[Article first published as Computer Professionals Update Act Targets Overtime for American Nerds on Blogcritics.]
Somehow tech and politics mix together about as well as oil and water. Look at the current state of technology politics – the FCC took forever to finally quash the proposed merger between AT&T and T-Mobile, links are being drawn between finances and congressional support for SOPA and Protect IP, and arguments are being made about the state and future of net neutrality.
See? Whether you knew it or not, there’s a lot of tech stuff happening in the hallowed halls of our nation’s leaders. All of these deal with statutes and laws about fair business practices and anti-trust issues – ultimately things that affect the American technology consumer. But a bill that was introduced in late October to the Committee on Health, Education, Labor and Pensions that went to the other side, and set its sights on the American technology worker instead.
The bill would expand the list of workers exempted from the Fair Labor Standards Act, to include many in the tech sector. For those of you unfamiliar with FLSA, that means that they’re adding to the list of people who are exempt from the standard “you get a time and a half for overtime hours” rule. The bill, called the Computer Professionals Update Act (yes, ironically labeled the CPU), adds jobs that pretty much include IT and development from top to bottom. From the text of the bill: “any employee working in a computer or information technology occupation (including, but not limited to, work related to computers, information systems, components, networks, software, hardware, databases, security, internet, intranet, or websites) as an analyst, programmer, engineer, designer, developer, administrator, or other similarly skilled worker,” whose primary duty is the following:
(A) the application of systems, network or database analysis techniques and procedures, including consulting with users, to determine or modify hardware, software, network, database, or system functional specifications;
(B) the design, development, documentation, analysis, creation, testing, securing, configuration, integration, debugging, modification of computer or information technology, or enabling continuity of systems and applications;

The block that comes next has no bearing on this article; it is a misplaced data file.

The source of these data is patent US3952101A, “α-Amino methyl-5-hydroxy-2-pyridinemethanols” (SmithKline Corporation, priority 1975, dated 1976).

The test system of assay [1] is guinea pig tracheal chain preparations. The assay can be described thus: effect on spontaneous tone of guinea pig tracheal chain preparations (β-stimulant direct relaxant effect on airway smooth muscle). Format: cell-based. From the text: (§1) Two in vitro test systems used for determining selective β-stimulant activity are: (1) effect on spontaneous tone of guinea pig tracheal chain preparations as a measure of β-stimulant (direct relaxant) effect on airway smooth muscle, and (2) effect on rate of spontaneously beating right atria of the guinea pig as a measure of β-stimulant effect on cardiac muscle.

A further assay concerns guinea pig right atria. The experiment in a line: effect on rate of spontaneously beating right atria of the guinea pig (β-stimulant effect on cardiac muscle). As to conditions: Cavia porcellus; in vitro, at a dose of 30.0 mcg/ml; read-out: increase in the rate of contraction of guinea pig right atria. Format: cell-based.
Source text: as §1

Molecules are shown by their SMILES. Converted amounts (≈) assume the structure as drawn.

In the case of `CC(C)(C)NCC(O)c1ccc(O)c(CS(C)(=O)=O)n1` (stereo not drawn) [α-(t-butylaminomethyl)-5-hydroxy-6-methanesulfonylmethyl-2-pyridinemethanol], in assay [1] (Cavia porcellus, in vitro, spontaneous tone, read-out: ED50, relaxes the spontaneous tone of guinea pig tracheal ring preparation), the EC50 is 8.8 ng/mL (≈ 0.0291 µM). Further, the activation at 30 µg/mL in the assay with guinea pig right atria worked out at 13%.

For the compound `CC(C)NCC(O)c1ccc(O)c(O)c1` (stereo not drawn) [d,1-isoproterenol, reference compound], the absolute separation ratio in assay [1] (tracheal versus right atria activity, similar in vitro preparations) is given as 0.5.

(C) directing the work of individuals performing duties described in subparagraph (A) or (B), including training such individuals or leading teams performing such duties; or
(D) a combination of duties described in subparagraphs (A), (B), and (C), the performance of which requires the same level of skill.
The bill, which is sponsored by Sen. Kay Hagan (D-NC), keeps the existing language that applies this only to employees that earn at least $26.73 an hour. And also let me be clear – this doesn’t outright ban these workers from making overtime for hours past 40. It just means that companies that employ them are exempted from the overtime payment requirement. But all said and done that doesn’t make it any better. Given the current cost cutting measures that are in effect across industries in the United States, do you have trust that a company will still pay overtime if they’re not legally obliged to?
Thankfully it doesn’t harm me personally; I’ve been in technology management for some time now and work on salary, so I was already sans overtime in the old rules. But what about other folks in the industry? There are a lot of nerds out there that serve as system admins and fill other necessary roles in the IT field that operate on hourly pay beyond the $26.73 pay threshold. And some of them depend on overtime as part of their yearly income.
I’ve heard arguments ranging from outrage to “about time” to nothing more than “meh.” It certainly would reduce costs for technology companies as well as most American companies with regard to their IT shops while stripping workers of their due funds. As part of the tech world I of course don’t support this, as I feel that it passing it greatly devalues the skills tech workers have put in either a considerable amount of education or a considerable amount of work experience to accumulate. With the increasing amount humanity relies on technology, specifically computer technology for their day to day lives, it seems like technical work is being not only devalued, but commoditized over time.
I’m not sure what the motivation behind this bill is, but Sen. Kagan mentioned that “the majority of bills and resolutions never make it out of committee.” What exactly is going on in North Carolina?
Technology has affected society and its surroundings in a number of ways. In many societies, technology has helped develop more advanced economies (including today's global economy) and has allowed the rise of a leisure class. Many technological processes produce unwanted by-products, known as pollution, and deplete natural resources, to the detriment of the Earth and its environment.
These in demand skills are also being affected by the increasing saturation of the available workforce with those skills. Are the skills being devalued because of a bill passing, or is a bill passing because the skills have been devalued?